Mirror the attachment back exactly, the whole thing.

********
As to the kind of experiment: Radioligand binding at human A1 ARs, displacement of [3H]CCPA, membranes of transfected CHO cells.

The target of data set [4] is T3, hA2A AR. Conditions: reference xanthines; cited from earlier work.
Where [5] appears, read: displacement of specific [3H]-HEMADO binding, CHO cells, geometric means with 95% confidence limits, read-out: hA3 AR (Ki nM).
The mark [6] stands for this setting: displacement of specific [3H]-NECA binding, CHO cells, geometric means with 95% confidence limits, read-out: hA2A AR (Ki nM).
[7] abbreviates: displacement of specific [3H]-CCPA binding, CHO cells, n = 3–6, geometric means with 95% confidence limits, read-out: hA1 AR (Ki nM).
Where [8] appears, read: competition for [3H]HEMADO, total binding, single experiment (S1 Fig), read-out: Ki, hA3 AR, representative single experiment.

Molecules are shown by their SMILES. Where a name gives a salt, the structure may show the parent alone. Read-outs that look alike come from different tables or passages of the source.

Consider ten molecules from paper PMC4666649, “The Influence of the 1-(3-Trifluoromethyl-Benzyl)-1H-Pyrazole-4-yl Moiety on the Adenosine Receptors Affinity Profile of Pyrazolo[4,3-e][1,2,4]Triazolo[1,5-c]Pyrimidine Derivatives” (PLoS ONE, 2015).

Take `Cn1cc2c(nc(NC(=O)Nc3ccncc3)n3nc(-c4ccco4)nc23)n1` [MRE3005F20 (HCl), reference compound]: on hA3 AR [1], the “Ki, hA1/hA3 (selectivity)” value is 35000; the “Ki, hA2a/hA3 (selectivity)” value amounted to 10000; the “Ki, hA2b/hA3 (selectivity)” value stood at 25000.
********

As to the kind of experiment: Radioligand binding at human A1 ARs, displacement of [3H]CCPA, membranes of transfected CHO cells.

The target of data set [4] is T3, hA2A AR. Conditions: reference xanthines; cited from earlier work.
Where [5] appears, read: displacement of specific [3H]-HEMADO binding, CHO cells, geometric means with 95% confidence limits, read-out: hA3 AR (Ki nM).
The mark [6] stands for this setting: displacement of specific [3H]-NECA binding, CHO cells, geometric means with 95% confidence limits, read-out: hA2A AR (Ki nM).
[7] abbreviates: displacement of specific [3H]-CCPA binding, CHO cells, n = 3–6, geometric means with 95% confidence limits, read-out: hA1 AR (Ki nM).
Where [8] appears, read: competition for [3H]HEMADO, total binding, single experiment (S1 Fig), read-out: Ki, hA3 AR, representative single experiment.

Molecules are shown by their SMILES. Where a name gives a salt, the structure may show the parent alone. Read-outs that look alike come from different tables or passages of the source.

Consider ten molecules from paper PMC4666649, “The Influence of the 1-(3-Trifluoromethyl-Benzyl)-1H-Pyrazole-4-yl Moiety on the Adenosine Receptors Affinity Profile of Pyrazolo[4,3-e][1,2,4]Triazolo[1,5-c]Pyrimidine Derivatives” (PLoS ONE, 2015).

Take `Cn1cc2c(nc(NC(=O)Nc3ccncc3)n3nc(-c4ccco4)nc23)n1` [MRE3005F20 (HCl), reference compound]: on hA3 AR [1], the “Ki, hA1/hA3 (selectivity)” value is 35000; the “Ki, hA2a/hA3 (selectivity)” value amounted to 10000; the “Ki, hA2b/hA3 (selectivity)” value stood at 25000.